ALEXANDRIA, Va.—Forty-four percent of adults say they are not going out to restaurants as often as they would like, according to a survey by the National Restaurant Association.
The restaurant industry saw total sales of $88.3 billion on a seasonally adjusted basis in December, according to preliminary data from the U.S. Census Bureau. That was down 0.9% from November’s downward-revised volume of $89.2 billion.
Meanwhile, 36% of adults say they are not ordering takeout or delivery from restaurants as often as they would like. This was similar to readings in the association’s 2022 surveys.
Older adults are more likely to say they aren’t frequenting restaurants enough. Fifty-three percent of Gen Xers and 44% of baby boomers say they are not eating on premises at restaurants as often as they would like. Roughly 4 in 10 millennials and Gen Z adults reported similarly.
On the off-premises side, Gen Xers (40%) are the most likely to say they are not ordering takeout or delivery from restaurants as often as they would like.
Consumers’ pullback in spending was not specifically focused on restaurants. Consumer spending in non-restaurant retail sectors plunged 2.3% between October and December—more than double the 1.0% decline in eating and drinking place sales during the two-month period.
Retail sales were down a seasonally adjusted 1.1% in December, the sharpest decrease last year, and retail sales have slipped three of the past four months.
The Labor Department recently reported that inflation fell to 6.5% in December, down from its peak of 9.1% in June, but it is still well above the Federal Reserve’s target of 2%.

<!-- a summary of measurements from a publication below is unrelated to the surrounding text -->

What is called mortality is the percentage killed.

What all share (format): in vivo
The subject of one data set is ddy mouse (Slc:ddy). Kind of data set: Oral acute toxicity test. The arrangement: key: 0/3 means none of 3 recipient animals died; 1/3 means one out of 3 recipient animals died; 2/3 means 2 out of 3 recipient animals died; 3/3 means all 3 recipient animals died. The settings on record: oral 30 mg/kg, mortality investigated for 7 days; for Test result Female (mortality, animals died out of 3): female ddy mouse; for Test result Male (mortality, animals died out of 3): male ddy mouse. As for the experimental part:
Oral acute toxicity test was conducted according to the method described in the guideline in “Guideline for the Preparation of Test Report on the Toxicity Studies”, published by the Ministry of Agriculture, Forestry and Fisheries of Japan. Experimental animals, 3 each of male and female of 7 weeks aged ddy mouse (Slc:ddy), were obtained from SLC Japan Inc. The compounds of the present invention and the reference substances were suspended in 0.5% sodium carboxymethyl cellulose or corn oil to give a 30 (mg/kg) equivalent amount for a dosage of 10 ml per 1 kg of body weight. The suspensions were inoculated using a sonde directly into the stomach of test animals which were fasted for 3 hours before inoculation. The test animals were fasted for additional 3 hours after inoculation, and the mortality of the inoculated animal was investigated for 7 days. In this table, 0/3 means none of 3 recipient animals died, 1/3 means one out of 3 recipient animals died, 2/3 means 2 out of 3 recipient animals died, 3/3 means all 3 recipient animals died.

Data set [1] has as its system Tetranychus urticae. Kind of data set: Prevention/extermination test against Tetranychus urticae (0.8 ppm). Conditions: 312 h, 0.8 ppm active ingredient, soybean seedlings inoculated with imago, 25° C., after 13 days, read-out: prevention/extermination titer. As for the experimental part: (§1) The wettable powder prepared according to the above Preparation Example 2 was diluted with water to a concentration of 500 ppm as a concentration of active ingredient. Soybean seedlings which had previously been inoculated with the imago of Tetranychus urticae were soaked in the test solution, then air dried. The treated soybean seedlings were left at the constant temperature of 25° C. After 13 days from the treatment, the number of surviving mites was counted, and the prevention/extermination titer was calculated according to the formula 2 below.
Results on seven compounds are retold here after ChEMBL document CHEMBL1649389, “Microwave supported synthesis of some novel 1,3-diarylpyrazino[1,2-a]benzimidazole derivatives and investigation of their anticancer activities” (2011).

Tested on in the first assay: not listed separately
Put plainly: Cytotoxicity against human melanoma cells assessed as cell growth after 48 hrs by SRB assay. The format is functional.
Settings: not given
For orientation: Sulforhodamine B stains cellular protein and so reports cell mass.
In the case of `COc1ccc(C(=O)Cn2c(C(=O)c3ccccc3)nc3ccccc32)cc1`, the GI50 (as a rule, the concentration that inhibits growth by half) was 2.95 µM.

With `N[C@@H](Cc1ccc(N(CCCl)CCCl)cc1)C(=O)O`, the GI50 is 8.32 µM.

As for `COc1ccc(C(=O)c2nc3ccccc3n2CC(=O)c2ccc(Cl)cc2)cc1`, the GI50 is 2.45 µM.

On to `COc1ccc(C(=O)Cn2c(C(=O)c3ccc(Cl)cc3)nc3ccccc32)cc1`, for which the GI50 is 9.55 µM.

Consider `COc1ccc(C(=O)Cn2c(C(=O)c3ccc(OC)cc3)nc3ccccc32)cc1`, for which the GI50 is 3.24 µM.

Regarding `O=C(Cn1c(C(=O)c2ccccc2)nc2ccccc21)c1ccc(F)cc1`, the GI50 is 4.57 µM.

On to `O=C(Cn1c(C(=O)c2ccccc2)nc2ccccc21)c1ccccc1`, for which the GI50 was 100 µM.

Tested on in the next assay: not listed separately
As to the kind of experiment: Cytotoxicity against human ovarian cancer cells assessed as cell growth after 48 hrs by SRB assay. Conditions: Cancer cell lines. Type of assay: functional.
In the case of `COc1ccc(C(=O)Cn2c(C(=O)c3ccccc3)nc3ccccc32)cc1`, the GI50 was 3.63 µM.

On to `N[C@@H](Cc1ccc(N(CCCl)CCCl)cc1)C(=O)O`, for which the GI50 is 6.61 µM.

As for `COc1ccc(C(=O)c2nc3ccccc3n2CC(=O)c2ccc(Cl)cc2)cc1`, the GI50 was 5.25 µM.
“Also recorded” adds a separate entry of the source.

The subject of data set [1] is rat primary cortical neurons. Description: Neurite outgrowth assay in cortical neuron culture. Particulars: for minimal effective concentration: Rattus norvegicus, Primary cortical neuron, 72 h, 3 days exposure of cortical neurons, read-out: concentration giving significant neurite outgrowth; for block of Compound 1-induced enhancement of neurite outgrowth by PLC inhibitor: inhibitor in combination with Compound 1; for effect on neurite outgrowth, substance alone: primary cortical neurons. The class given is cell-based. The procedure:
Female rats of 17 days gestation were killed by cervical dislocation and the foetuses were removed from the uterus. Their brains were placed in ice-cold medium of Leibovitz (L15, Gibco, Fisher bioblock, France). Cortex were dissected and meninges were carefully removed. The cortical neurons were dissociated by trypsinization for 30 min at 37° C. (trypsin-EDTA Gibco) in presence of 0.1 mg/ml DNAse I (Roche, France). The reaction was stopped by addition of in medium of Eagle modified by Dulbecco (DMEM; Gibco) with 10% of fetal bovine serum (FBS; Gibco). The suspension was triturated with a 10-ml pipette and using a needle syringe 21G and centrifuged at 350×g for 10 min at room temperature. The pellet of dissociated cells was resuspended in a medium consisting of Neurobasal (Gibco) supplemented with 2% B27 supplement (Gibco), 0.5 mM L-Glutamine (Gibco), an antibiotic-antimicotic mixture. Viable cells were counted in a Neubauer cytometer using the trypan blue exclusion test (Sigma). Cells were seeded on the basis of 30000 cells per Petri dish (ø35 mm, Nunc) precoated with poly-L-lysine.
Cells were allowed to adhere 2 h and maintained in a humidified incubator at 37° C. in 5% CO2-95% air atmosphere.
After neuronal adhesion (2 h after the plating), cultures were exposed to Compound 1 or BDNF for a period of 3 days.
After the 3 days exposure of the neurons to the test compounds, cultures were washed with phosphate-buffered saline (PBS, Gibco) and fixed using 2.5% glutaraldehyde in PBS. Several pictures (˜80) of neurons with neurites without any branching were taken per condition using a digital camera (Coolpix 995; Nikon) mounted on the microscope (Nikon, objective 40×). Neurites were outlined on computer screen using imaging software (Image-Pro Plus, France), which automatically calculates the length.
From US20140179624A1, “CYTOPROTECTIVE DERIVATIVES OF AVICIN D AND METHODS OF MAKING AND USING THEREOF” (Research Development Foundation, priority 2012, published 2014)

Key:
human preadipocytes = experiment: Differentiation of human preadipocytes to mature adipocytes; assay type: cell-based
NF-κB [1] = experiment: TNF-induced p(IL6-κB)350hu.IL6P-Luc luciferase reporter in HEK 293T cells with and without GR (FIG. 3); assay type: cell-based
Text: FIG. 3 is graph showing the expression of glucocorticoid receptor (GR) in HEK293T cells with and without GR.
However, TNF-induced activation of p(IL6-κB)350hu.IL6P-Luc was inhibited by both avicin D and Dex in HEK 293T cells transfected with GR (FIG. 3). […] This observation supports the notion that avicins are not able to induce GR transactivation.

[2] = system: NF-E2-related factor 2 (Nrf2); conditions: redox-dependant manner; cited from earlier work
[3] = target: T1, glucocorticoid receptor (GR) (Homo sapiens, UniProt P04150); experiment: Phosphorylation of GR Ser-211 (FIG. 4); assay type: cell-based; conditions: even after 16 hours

A recent Wall Street Journal article reports that these signs and others, including hiring and wage growth declines and existing home sale decreases, point to a slowing U.S. economy, as the Fed raises interest rates to offset inflation. The Fed raised interest rates seven times in 2022, totaling 4.25 percentage points, and the Fed has made it known that they will continue to raise rates in 2023.
Economists surveyed by The Wall Street Journal this month expect higher interest rates to tip the U.S. economy into a recession in the coming year.
“The lag impact of elevated inflation weighs heavily on U.S. households, it’s very clear that the median American consumer is still reeling from the loss of wages in inflation-adjusted terms,” Joseph Brusuelas, chief economist at RSM US LLP, told the Journal. “We’re moving towards what I would expect to be a mild recession in 2023.”
A survey by the Conference Board Top company showed CEOs are prepping for a global recession, albeit a short one, and they expect growth to return by late 2023 or the first half of 2024.
“Just about every region with the exception of China believes there’s going to be some kind of economic downturn,” Dana Peterson, the Conference Board’s chief economist, told the Journal. “Ninety-eight percent of CEOs in the U.S. think there is going to be a recession—but it’s going to be short and shallow.”